Gaining admission to elite colleges and universities is increasingly challenging, with admissions percentages dropping across the board. However, according to an article published last Friday in The New York Times,there may be an additional roadblock for Asian-American applicants. Although these students out-rank their fellow applicants in terms of GPA, test scores, and extracurricular quality, Harvard consistently (perhaps systematically) rates them the lowest in “personal rating,” a score that attempts to sum up an applicant’s positive personality traits. Asian-American applicants to Harvard were 25% more likely than white applicants to be described with the dreaded “standard strong” — academically qualified but unexceptional.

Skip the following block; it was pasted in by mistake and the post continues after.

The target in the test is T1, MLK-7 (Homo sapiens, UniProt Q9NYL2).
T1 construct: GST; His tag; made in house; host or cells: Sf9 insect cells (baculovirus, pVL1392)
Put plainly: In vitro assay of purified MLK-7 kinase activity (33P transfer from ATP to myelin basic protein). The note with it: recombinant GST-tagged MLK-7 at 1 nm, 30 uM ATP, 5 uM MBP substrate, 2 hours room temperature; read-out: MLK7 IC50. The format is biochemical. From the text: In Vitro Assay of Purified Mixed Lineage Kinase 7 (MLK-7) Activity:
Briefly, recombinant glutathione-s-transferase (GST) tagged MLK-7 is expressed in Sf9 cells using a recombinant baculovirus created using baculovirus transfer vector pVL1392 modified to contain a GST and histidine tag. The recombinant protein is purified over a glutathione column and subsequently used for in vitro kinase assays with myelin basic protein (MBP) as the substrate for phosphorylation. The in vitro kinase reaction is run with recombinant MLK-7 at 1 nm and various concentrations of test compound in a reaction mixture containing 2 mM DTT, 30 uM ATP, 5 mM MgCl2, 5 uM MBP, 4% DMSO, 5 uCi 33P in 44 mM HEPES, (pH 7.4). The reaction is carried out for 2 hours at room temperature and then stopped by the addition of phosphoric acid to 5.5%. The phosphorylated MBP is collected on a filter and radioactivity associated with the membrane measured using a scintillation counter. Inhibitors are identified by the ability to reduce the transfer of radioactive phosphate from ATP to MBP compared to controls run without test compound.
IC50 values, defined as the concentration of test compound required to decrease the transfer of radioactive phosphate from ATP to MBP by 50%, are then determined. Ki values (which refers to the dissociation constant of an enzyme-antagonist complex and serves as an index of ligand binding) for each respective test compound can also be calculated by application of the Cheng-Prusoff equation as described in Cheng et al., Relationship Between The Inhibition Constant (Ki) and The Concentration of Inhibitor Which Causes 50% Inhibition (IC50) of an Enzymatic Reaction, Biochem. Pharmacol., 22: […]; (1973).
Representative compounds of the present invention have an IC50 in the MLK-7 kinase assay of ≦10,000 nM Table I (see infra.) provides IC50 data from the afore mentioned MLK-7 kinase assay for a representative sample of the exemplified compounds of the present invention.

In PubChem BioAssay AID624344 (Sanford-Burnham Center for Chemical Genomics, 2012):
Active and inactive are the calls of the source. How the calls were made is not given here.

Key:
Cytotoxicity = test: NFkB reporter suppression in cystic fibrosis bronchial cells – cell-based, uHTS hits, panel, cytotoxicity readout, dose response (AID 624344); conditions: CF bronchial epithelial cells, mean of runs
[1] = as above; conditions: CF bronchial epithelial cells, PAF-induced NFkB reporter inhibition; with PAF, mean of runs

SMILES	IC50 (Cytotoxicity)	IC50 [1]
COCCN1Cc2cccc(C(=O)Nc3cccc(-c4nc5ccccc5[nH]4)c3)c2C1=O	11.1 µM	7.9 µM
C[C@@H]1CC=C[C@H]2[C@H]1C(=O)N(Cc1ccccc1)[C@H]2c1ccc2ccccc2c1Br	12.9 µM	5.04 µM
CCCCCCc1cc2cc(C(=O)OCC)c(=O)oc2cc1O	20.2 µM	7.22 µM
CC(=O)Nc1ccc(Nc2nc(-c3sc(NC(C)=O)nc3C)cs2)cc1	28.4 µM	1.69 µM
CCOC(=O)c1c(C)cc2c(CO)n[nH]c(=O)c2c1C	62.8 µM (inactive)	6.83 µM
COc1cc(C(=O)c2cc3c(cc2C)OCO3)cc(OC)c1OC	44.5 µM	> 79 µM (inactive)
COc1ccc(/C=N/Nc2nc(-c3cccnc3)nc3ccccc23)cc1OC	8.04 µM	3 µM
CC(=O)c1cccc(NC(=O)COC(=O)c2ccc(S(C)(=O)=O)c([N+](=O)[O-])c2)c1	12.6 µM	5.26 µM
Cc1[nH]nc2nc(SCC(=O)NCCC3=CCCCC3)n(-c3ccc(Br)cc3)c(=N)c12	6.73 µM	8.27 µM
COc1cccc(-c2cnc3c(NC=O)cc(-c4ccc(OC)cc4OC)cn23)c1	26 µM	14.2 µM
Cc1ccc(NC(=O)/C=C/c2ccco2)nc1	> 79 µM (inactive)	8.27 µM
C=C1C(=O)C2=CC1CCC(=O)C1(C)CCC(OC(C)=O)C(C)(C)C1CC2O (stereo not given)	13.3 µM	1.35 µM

Many of the parents and high school students I work with, regardless of race, mistakenly believe that a “standard strong” application is the goal. Often, after having worked with a student to come up with an essay topic that displays their personality and gives them a “hook,” I will hear from the parents. “This essay makes mty kid look like a loser,” they’ll say, or “why aren’t you talking more about his accomplishments?” or “This topic is too weird — why not write about the time she won the big game?”